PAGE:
The packets of beef are placed in my cooler when I go to an event. Depending on the heat and humidity of the day, I will take as much as I need out of the packet that is in the cooler and wrap the boiled beef in a clean linen cloth which then is placed in my haversak. The amount is determined by how long I will be on the field.
Many times for breakfast or supper I will just get some from the cooler, wrap it up and carry it to the place where I will be dining. As you can see, the beef never is unrefrigerated for more than a few hours and even then only when the weather determines it. If the weather was in the 40's I would not have any qualms about leaving it in the haversak for much of the day. However, if it were warm or if I were doing a southern event I would be very cautious about the length of time it was out. I do believe that salting the beef when it is cooling helps prevent it from spoiling better than leaving it plain. And yes, I have attended a number of events without a cooler but I still take the beef. I can't tell you to do that however because if you go and make yourself sick ( even from over indulgence of your rum ration) I'll get blamed!
"What does it taste like?" you ask. Well I, for one, am particularly fond of it breakfast, noon and night. The addition of salt, which was most certainly an unheard of luxury for the Revolutionary War soldier makes it quite palatable.

Now; to go with your beef one should have some fine bread but as all we have is this flour and a dwindling fire we will make do with ash cake.
I have made use of my flour ration before an event by preparing this item at home in the oven or taking the flour with me and making my bread as I go through the day. Many events are so fast paced that I find it best making them ahead of time and I just carry them in the haversak. If it is a two or three day event I stow some in with my gear in the tent or my bed roll.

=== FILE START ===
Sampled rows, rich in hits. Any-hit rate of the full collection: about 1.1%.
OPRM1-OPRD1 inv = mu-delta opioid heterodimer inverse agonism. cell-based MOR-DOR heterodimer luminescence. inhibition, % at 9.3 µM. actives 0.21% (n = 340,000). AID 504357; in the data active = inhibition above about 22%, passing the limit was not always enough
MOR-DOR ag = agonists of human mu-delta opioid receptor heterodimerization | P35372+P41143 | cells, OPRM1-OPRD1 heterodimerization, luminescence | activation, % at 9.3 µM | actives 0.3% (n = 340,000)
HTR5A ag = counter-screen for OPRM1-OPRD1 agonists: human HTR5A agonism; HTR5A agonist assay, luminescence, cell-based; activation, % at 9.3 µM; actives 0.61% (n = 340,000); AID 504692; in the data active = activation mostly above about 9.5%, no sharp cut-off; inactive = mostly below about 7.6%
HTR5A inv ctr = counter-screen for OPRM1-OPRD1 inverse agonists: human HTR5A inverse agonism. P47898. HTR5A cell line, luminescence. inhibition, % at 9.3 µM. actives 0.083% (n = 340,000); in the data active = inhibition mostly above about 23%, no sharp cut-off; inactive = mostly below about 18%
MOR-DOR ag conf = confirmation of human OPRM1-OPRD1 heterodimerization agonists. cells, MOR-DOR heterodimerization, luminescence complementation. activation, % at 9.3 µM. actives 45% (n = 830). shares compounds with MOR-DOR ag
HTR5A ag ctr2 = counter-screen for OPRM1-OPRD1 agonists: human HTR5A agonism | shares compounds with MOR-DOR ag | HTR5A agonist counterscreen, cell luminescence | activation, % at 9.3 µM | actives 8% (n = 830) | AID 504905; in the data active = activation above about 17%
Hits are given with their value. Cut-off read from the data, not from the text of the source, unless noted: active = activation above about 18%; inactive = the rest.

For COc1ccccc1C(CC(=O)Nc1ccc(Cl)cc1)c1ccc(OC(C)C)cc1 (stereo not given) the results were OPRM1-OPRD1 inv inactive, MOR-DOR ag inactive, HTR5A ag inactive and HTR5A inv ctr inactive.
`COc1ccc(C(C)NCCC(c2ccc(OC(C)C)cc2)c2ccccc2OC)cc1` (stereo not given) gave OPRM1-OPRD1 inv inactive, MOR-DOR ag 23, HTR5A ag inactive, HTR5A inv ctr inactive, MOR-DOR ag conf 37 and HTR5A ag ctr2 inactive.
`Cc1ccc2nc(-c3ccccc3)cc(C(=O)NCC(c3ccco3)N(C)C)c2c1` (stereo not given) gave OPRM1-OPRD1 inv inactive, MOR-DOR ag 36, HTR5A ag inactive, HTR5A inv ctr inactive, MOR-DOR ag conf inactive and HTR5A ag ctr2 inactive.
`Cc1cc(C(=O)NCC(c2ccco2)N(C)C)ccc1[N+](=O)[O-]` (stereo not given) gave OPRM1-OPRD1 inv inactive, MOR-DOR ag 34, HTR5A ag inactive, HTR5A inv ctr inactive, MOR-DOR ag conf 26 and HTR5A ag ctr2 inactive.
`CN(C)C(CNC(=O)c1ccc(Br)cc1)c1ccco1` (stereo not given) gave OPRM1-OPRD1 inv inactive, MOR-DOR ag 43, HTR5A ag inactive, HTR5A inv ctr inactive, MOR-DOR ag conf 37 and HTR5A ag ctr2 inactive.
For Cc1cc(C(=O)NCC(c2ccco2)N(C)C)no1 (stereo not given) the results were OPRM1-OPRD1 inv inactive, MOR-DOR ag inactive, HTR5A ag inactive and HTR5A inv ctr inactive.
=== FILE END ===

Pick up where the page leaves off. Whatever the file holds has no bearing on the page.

As to the flour of choice I find that here in N. E. PA, there is a flour called Hodgson Mills 50 / 50. It is half unbleached wheat and half whole wheat and have been told that it is a close approximation of what possibly could have been the wheat flour ration of the 18th C (sans the worms). It holds together well and has the somewhat nutty flavor of whole wheat.
If you are making them at home here's what you need to do; in a mixing bowl place 1 cup flour and slowly add water and mix until you get it to a kneadable dough. Knead it a bit and break off a hunk about 1/2 to 3/4 the size of a golf ball and press out flat and round in shape ( you can roll it flat if you wish). I make mine about 1/4 to 3/8 thick. Punch some holes in it with a fork, bake on a flour dusted cookie sheet about 12 min. at 400 degrees. They should be nicely brown. If you want them to look really nice place them under the broiler for a short time to brown the tops.
Remove from the cookie sheet and cool. These little gems will last a good long time as long as they don't get damp. This is what was issued as biscuit, although if you made them oddly shaped they could pass as ash or fire cake. Now, if you added anything but water to the flour you would be cheating yourself out of the real experience. However, I have added pearl ash to the flour as a leavening agent for a lighter cake. Pearl ash is the fine white ash left over from complete burning of a hard wood fire. It was used as an early leavening agent.

If you want to make your ash or fire cake in situ right there in camp you just need to carry your flour ration with you in a sack. A good hardwood fire that has died down to the ash stage is required. Make sure your fire is clean and nobody has thrown trash and such into it! Pour a handful of flour in one hand, then make a hole in the center and pour a little water into it and start mushing it together (I never said it was a pleasant job). Add more water until you get a kneadable dough; if you made it too sticky just add a dusting of flour. I usually throw about a spoon of the white ash that's in the fire into the dough. Mix it well and press flat in your palms until you get it about 3/8 inch thick. Clear a spot in the ashes where it can be laid without laying upon any burning coals. Just lay it in the spent ashes and let it bake until it is brown on the bottom, then flip it over to brown the other side. It's then ready. Alternately, if your fire hasn't burned down yet you can place the cake to bake on a flat rock that has been close to the fire. Again brown on both sides.

Well, now you are ready for a superb meal befitting a person who has strived to make sure his uniform and accoutrements are authentic to the period. A piece of beef, a bit of biscuit and a mug of water with perhaps a splash of rum in it, some good companions and tales of battles fought is all that is needed to replenish one's soul.

Cheers!
Jim W. Filipski

©Liv18thC 2000